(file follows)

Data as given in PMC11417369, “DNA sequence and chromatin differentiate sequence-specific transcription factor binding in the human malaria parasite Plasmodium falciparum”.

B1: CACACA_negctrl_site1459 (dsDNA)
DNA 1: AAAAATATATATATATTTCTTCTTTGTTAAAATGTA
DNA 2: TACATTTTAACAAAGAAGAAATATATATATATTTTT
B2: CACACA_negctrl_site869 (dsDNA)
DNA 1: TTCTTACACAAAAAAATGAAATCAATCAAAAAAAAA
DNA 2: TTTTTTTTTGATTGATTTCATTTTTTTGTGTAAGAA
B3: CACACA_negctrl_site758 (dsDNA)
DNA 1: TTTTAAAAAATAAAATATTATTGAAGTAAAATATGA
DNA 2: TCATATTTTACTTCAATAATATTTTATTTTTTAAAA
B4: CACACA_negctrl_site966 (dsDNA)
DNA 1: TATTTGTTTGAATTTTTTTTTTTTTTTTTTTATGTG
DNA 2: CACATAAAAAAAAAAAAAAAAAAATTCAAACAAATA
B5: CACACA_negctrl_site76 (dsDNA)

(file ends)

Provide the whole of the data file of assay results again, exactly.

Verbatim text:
Data as given in PMC11417369, “DNA sequence and chromatin differentiate sequence-specific transcription factor binding in the human malaria parasite Plasmodium falciparum”.

B1: CACACA_negctrl_site1459 (dsDNA)
DNA 1: AAAAATATATATATATTTCTTCTTTGTTAAAATGTA
DNA 2: TACATTTTAACAAAGAAGAAATATATATATATTTTT
B2: CACACA_negctrl_site869 (dsDNA)
DNA 1: TTCTTACACAAAAAAATGAAATCAATCAAAAAAAAA
DNA 2: TTTTTTTTTGATTGATTTCATTTTTTTGTGTAAGAA
B3: CACACA_negctrl_site758 (dsDNA)
DNA 1: TTTTAAAAAATAAAATATTATTGAAGTAAAATATGA
DNA 2: TCATATTTTACTTCAATAATATTTTATTTTTTAAAA
B4: CACACA_negctrl_site966 (dsDNA)
DNA 1: TATTTGTTTGAATTTTTTTTTTTTTTTTTTTATGTG
DNA 2: CACATAAAAAAAAAAAAAAAAAAATTCAAACAAATA
B5: CACACA_negctrl_site76 (dsDNA)